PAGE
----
Figure 1.15: Wear with shaft Cf53, p = 108.75 psi, v = 98.45 fpm, Ra = 7.874 µin
Figure 1.16: Wear with shaft V2A, p = 108.75 psi, v = 98.45 fpm, Ra = 7.874 µin
Figure 1.17: Wear with shaft St37, p = 108.75 psi, v = 98.45 fpm, Ra = 7.874 µin
Figure 1.18: Wear with hard-chromed shaft, p = 108.75 psi, v = 98.45 fpm, Ra = 7.874 µin
Figure 1.19: Wear with silver steel shaft, p = 108.75 psi, v = 98.45 fpm, Ra = 7.874 µin
Figure 1.20: Wear with hard-anodized aluminum shaft, v = 98.45 fpm, v = 19.685 in/s, Ra = 7.874 µin
Figure 1.21: Wear with machining steel shaft, p = 108.75 psi, v = 98.45 fpm, Ra = 7.874 µin
Figure 1.22: Wear with shaft X90, p = 108.75 psi, v = 98.45 fpm, Ra = 7.874 µin
The shaft is, besides the bearing itself, the most important parameter in a bearing system. It is in direct contact with the bearing and is similarly affected by relative motion. However, the shaft wear is so low that it cannot be detected with traditional methods of measurement technology.
Shafts can be distinguished and classified according to their hardness and surface roughness. The effect of the surface roughness is described in the previous chapter wear resistance.
The hardness of the shaft also plays an important role. When the shafts are not as hard, the shaft is smoothed during the break-in period. Abrasive points are worn off and the surface is rebuilt. For some materials, this effect has positive influences and the wear resistance of the plastic bushing increases.
In the following graphs, the most common shaft materials are listed and the best suited iglide® materials are compared. For easier comprehension, the scaling of the wear axis is the same in each graph.
Especially impressive are the low wear results of the systems with hard-chromed shafts. This extremely hard, yet smooth shaft acts favorably on the wear behavior with several bearing pairings. The wear of many different iglide® plastic bushing materials is lower on this shaft than on any other shafting partner tested. However, due to the typically low surface roughness, the danger of stick-slip on hard-chromed shafts is particularly high.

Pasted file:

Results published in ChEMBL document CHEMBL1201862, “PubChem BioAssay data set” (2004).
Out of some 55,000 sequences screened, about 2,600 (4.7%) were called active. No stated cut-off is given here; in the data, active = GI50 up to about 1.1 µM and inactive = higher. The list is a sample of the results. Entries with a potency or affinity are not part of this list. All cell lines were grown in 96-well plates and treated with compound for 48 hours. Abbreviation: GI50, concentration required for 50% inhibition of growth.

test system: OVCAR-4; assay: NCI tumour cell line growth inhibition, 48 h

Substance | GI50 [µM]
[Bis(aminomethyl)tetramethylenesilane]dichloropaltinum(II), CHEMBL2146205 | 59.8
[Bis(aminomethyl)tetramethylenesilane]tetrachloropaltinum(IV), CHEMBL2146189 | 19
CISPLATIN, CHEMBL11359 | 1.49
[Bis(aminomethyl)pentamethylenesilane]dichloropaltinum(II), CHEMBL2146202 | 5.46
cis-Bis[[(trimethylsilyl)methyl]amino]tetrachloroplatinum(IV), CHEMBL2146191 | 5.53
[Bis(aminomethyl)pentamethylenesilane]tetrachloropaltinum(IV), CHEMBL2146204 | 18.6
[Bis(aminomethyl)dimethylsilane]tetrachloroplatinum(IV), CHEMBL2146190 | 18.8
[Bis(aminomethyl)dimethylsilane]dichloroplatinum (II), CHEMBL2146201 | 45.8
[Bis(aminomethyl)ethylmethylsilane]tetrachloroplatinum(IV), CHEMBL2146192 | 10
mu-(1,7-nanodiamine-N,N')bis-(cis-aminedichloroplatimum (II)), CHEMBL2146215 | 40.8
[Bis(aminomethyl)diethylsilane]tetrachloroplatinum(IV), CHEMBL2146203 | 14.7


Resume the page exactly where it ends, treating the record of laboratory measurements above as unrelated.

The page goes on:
Such an overwhelmingly positive influence is not as readily available in the other shaft materials.
For example, with shafts made of 303 Stainless with low loads, good to excellent values can be attained with the right bearing material. However, it must also be stated that no other shaft material produces a larger variance in wear amongst the different bushing materials. For materials such as 303 Stainless Steel, therefore, the selection of the right plastic bushing is especially important.
Other soft shaft materials obtain a slightly different result with different bushing materials. With machined steel, the wear values of the seven best iglide® plastic bushing materials are in a narrow range of 0.6 to 1.8. For many other shafts, the influence of the shaft materials is much larger, resulting in an up to 10 times difference between the best and the worst of the bushings tested.
If the shaft that you have chosen for your application is missing in this overview, please call us. The test results give just a sample of the existing data. All of the results were obtained under the same loads and speeds:
Picture 1.17: Wear tests with aluminum shafts
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